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Mangoes are one of the most beloved tropical fruits, with their sweet flavor and delicious juices. If you’re wondering when you can enjoy fresh Hawaiian mangoes, you’ve come to the right place.

If you’re short on time, here’s a quick answer to your question: The mango season in Hawaii runs from late April or early May through October.

In this comprehensive guide, we will cover everything you need to know about Hawaii’s mango season, including peak times to find the juiciest mangoes, recommended mango varieties that thrive in Hawaii, where to find mangoes from farms to markets across the islands, tips for choosing ripe mangoes, how to store them properly, unique ways Hawaiians enjoy mangoes, and delicious mango recipes you can make at home.

When Does Mango Season Start and End in Hawaii

Late April Through October is Peak Mango Season

Mangoes generally become ripe and ready for picking in Hawaii between late April and October. This 6 month period is considered the peak mango season across the Hawaiian islands. During this time, juicy, sweet mangoes straight from the tree can be found at farmers markets, farm stands, and grocery stores.

Mango trees first begin to flower and fruit in spring around late March or April. By late April and May, early varieties begin to ripen and get picked. More common mango varieties reach peak ripeness through the summer months between June and August.

While some fruit remains on trees into fall, most commercial mango harvests finish up in September or October before cooler winter weather arrives.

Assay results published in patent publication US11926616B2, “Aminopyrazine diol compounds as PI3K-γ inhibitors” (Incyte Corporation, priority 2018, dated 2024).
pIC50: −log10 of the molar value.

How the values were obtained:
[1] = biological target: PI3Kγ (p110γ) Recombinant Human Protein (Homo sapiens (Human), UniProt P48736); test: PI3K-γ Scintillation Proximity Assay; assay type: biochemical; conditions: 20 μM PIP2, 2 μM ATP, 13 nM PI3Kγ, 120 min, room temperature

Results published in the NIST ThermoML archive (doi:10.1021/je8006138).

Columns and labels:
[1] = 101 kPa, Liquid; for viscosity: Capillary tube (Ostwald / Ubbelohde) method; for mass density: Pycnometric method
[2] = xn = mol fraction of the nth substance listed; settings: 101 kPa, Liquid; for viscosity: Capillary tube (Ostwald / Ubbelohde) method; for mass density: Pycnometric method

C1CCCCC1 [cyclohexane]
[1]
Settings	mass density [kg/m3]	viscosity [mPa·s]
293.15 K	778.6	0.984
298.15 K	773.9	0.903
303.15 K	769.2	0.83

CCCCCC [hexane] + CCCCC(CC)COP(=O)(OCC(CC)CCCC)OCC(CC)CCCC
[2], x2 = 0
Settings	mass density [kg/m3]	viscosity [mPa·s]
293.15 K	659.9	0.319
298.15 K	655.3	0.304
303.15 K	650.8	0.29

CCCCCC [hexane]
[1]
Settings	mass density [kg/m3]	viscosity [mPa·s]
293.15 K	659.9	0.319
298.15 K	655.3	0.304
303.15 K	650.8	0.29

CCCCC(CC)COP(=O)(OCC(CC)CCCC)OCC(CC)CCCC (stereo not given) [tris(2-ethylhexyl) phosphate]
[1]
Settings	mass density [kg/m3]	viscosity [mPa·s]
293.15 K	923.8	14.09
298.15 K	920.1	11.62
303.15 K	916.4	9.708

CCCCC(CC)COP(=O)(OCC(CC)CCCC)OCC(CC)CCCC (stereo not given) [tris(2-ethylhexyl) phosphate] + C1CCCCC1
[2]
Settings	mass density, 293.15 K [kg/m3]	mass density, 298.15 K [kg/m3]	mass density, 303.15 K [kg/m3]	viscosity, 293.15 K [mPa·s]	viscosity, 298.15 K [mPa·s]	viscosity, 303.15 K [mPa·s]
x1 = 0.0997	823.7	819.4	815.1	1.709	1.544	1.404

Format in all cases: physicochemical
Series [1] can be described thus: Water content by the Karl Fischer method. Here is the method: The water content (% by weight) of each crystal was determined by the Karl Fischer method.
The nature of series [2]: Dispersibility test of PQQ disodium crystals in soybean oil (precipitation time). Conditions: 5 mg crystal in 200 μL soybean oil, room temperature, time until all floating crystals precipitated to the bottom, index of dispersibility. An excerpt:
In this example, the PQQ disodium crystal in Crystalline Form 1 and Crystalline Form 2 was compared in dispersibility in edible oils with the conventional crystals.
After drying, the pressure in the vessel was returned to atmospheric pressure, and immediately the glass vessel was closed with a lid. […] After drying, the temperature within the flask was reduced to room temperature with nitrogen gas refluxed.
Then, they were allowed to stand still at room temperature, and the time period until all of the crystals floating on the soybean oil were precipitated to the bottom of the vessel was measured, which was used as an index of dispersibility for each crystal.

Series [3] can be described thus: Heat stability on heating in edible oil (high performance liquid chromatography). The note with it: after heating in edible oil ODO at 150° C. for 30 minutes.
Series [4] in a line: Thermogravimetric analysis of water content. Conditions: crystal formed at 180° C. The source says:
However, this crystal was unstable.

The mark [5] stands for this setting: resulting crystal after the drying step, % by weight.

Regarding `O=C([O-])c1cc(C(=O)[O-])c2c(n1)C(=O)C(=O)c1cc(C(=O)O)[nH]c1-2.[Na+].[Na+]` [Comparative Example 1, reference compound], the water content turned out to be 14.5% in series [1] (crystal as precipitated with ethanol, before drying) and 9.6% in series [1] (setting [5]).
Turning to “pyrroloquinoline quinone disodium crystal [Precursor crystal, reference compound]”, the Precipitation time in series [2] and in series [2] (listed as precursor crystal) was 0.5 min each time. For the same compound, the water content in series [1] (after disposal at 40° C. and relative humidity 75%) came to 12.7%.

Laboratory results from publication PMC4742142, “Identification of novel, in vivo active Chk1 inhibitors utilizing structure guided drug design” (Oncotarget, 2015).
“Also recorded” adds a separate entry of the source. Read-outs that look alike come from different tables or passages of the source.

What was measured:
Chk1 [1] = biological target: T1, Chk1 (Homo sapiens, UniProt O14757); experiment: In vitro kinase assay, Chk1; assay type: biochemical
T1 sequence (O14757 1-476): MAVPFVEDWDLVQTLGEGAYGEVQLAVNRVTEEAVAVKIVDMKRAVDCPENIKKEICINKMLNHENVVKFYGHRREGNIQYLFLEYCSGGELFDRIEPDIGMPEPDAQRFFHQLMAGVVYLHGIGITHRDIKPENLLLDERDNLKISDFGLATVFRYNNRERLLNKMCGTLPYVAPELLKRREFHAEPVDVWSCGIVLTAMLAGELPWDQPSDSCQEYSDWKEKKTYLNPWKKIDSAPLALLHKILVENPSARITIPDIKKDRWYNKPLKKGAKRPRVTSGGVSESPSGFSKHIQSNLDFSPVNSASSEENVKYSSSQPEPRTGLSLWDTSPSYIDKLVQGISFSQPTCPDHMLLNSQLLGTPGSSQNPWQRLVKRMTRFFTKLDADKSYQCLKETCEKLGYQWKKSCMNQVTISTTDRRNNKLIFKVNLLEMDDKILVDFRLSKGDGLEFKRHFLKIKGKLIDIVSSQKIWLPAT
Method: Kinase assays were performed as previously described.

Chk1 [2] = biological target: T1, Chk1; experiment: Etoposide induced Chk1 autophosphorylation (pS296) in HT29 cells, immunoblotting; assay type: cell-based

So for fresh, in-season Hawaiian mangoes, target late spring through early fall. Popular mango varieties grown in Hawaii include Keitt, Pirie, Hayden, and a coconut-flavored Filipino specialty called Piko.

Timing Varies Between Islands

While April-October is generally considered peak mango season, timing can vary slightly across different Hawaiian islands.

On Maui and the Big Island, mango harvests tend to start a little earlier in April and last a bit longer into October or even early November in hotter low elevation areas. Meanwhile, Oahu’s mango season may run slightly shorter from May through September.

So when visiting Hawaii, check with local growers or farmers markets on each island to find out when their mangoes are at their ripe, juicy peak!

Best Mango Varieties Grown in Hawaii

Common Types Like Haden, Pirie

Two of the most common mango varieties grown in Hawaii are the Haden and Pirie mangoes. The Haden mango tree was introduced to Hawaii in 1912 from Florida and is the most widely grown variety in the islands today according to the University of Hawaii’s College of Tropical Agriculture and Human Resources.

Haden mangoes have a rich, sweet flavor and contain high amounts of vitamins A and C. The skin turns yellowish-red when ripe with bright golden flesh. The Pirie mango was imported from India in the late 1800s and grows well across the Hawaiian Islands.

The medium-sized, flattend-oval Pirie variety has a sweet aroma, buttery soft flesh, and minimal fiber content.

Mango trees require consistent sunshine and moderate rainfall to product high quality fruit. Hawaii’s tropical climate allows most backyards and farms to yield multiple crops each year. According to a USDA report, Hawaii produced over 440,000 pounds of mangoes in 2020.

The islands of Maui and the Big Island contain the majority of commercial orchards, though mangoes are grown on small-scale farms and residential properties statewide. Popular types like Haden and Pirie thrive across diverse growing zones in Hawaii.

Specialty Varieties Worth Trying

Beyond classic mangoes, Hawaii farms have introduced several unique varieties over the past decade. The Carrie mango originates from Trinidad and stands out for its bright crimson skin and exceptionally rich sweetness concentrated in a petite package.